Unless you're in an '80s horror flick, women don't just dance around a locker room nude. Sadly, in this body-conscious society, nudity, even among your own sex, isn't easy. You fear judgment.
Elena, though, is used to receiving attention for her body. That was apparent with the gentlemen at the benefit. Even talking about that made Grace uncomfortable, calling it the special kind of attention a man might give a woman. Try to imagine her thoughts in the gym.
Elena, although desperately unhappy for reasons we don't know, was very confident in her own skin. She even locked lips with Grace on the night she was killed.
That kiss took on special meaning in light of Grace's earlier discussion about it with Jonathan. The way he teased her about being turned on by Elena's nudity could have been cute banter, but it wasn't. He didn't recognize she was genuinely uncomfortable with it, and that's problematic.
Grace: [sighs] She was just standing there. Naked. I'm all for women being comfortable with their bodies, but it was weird.
Jonathan: Good weird? Were you a little bit aroused?
You could see Grace considering the comment when Elena kissed her in the elevator.
What does it mean? Who knows. But when Grace learned Elena was dead, she seemed clearly shocked and didn't believe she had anything to add to the investigation when two intrusive cops arrived at her door to talk about it.
On a show that is dripping with innuendo, the detectives were leading the charge.
They honed in on Grace with what seemed like an agenda. And when they wanted to know where Jonathan was, their line of questioning immediately made it seem like they knew more than they were willing to reveal. Such as, where the hell is Jonathan Fraser?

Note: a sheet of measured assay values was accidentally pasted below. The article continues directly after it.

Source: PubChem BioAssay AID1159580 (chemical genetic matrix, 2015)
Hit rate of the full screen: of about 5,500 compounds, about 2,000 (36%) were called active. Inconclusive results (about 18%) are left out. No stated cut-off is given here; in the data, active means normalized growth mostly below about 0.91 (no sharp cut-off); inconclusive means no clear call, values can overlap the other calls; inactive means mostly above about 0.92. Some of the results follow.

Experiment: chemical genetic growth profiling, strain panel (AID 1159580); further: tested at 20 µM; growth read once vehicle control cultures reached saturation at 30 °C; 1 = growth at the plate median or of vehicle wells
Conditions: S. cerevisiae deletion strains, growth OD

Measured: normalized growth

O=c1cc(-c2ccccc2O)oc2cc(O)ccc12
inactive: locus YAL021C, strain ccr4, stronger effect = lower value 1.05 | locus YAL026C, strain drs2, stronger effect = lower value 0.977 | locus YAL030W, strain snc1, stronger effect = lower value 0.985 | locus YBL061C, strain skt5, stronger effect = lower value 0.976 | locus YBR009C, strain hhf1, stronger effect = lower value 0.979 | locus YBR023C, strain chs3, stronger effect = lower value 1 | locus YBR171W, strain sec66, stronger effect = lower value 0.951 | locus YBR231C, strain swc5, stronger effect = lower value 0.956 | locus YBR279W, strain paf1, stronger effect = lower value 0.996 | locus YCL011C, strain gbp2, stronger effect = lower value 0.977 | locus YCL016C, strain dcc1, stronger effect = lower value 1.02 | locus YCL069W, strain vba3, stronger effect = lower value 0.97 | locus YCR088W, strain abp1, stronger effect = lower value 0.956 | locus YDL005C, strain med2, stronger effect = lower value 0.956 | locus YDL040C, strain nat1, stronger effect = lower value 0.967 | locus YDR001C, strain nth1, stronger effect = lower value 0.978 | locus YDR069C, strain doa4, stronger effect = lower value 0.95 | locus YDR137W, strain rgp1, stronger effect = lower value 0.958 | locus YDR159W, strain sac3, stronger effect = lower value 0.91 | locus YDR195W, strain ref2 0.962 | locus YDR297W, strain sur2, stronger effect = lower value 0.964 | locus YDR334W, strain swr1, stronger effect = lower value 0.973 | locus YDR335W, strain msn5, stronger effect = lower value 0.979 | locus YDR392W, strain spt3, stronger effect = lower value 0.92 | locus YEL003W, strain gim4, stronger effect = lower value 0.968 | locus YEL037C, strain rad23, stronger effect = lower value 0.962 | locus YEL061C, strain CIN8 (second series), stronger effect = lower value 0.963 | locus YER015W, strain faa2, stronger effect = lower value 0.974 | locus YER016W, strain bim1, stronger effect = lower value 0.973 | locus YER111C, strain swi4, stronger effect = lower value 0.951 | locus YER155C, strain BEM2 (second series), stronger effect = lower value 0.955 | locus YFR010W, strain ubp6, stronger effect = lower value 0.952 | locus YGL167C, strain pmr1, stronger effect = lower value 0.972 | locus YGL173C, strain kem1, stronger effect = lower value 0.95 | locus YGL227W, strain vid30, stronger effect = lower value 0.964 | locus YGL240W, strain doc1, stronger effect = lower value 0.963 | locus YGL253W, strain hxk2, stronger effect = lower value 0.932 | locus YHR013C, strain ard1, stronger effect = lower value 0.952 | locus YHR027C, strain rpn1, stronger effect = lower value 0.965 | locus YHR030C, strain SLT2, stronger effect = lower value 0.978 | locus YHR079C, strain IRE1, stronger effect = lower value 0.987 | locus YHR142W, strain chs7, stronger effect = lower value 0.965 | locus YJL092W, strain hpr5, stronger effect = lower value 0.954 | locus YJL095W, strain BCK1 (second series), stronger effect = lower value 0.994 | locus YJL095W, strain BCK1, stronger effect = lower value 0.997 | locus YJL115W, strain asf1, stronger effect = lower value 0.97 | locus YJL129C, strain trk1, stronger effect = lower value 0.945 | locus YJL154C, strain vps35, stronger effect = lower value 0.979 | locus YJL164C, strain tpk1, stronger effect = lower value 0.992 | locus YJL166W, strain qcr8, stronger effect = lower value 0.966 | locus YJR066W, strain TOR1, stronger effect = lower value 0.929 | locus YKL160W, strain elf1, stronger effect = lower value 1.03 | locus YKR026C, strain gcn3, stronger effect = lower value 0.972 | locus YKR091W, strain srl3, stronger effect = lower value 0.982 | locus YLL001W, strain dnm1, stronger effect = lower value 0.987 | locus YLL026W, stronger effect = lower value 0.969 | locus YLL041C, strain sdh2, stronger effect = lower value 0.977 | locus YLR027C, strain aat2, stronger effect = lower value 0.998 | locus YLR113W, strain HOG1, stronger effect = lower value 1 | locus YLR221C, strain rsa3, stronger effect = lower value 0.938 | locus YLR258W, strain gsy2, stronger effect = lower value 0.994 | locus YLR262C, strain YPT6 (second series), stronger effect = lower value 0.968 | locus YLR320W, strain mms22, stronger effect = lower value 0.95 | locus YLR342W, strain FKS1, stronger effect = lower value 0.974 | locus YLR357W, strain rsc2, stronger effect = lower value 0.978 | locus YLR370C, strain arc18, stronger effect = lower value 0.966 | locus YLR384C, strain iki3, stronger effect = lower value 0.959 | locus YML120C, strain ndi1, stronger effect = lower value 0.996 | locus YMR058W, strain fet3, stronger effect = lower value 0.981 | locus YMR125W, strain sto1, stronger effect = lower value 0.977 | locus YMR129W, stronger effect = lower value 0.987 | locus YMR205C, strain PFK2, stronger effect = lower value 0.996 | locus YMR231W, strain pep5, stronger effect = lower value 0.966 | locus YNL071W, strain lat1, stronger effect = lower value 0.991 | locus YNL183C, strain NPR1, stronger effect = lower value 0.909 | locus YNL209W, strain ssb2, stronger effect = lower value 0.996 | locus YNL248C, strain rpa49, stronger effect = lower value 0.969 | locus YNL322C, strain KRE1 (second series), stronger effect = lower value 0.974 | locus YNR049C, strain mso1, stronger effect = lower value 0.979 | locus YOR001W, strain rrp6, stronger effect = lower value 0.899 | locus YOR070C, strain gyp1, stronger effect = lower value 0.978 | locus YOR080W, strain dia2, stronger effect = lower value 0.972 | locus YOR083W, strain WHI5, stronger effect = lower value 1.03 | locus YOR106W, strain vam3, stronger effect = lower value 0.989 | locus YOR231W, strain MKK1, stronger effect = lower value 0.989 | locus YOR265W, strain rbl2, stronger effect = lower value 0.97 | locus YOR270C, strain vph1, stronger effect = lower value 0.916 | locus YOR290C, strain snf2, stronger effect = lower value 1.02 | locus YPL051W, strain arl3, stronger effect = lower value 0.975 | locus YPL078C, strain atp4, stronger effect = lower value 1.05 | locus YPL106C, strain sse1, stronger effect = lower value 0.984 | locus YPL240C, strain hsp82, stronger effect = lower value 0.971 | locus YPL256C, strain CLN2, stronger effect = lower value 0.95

That doting, loving family man and doctor slips into the night without his cell phone? That is not normal. A doctor cannot be without his phone.
Grace is going to begin questioning everything, and if her conversations with her patients are any indication, she's going to realize that what she saw isn't what she got with her husband.
I'm not blaming you. I'm just saying that there's a particular type of person that you want to be with, and maybe you're a little too quick to see that person in the men that you meet instead of seeing what's actually there.Grace
If we're to assess that Jonathan had a relationship with Elena, then Grace's conversation with the married men will come into play. Why people cheat often can get complicated.
With the way Elena fixated on Grace, I imagine she had an affair with Jonathan, and when rebuffed, she found a way to get close to Grace to see if she could understand why.
How Elena's husband fits into the narrative? Who knows. But he was barely an afterthought. Yes, there is something fishy going on in New York City, and it has nothing to do with Coronavirus. Thank God.
Delving into the complexities of relationships is one of my favorite things to do, so I hope you'll be around to parse this one out as the details unfold and we discover how, if at all, Jonathan is connected to Elena's death.
What did you think of the premiere?
Do you sense something is up with Jonathan, or did you buy his loving façade?
Hit the comments, and share your thoughts!
Carissa Pavlica is the managing editor and a staff writer and critic for TV Fanatic. She's a member of the Critic's Choice Association, enjoys mentoring writers, conversing with cats, and passionately discussing the nuances of television and film with anyone who will listen. Follow her on Twitter and email her here at TV Fanatic.